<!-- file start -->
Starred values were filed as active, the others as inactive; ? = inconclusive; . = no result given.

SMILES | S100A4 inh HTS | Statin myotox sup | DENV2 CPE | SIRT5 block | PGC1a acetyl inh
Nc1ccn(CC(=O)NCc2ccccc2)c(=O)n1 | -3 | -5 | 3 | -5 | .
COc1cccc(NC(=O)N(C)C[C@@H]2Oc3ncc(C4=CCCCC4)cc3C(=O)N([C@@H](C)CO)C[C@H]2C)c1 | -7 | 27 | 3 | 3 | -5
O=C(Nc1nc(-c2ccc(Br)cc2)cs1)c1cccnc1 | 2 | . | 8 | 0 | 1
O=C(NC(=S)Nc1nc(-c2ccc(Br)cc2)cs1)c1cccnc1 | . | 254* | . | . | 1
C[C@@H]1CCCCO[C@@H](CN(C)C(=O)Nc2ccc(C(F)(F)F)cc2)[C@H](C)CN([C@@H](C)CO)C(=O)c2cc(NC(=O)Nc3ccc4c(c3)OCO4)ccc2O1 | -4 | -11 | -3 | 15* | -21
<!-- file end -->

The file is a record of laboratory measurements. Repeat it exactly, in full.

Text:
Starred values were filed as active, the others as inactive; ? = inconclusive; . = no result given.

SMILES | S100A4 inh HTS | Statin myotox sup | DENV2 CPE | SIRT5 block | PGC1a acetyl inh
Nc1ccn(CC(=O)NCc2ccccc2)c(=O)n1 | -3 | -5 | 3 | -5 | .
COc1cccc(NC(=O)N(C)C[C@@H]2Oc3ncc(C4=CCCCC4)cc3C(=O)N([C@@H](C)CO)C[C@H]2C)c1 | -7 | 27 | 3 | 3 | -5
O=C(Nc1nc(-c2ccc(Br)cc2)cs1)c1cccnc1 | 2 | . | 8 | 0 | 1
O=C(NC(=S)Nc1nc(-c2ccc(Br)cc2)cs1)c1cccnc1 | . | 254* | . | . | 1
C[C@@H]1CCCCO[C@@H](CN(C)C(=O)Nc2ccc(C(F)(F)F)cc2)[C@H](C)CN([C@@H](C)CO)C(=O)c2cc(NC(=O)Nc3ccc4c(c3)OCO4)ccc2O1 | -4 | -11 | -3 | 15* | -21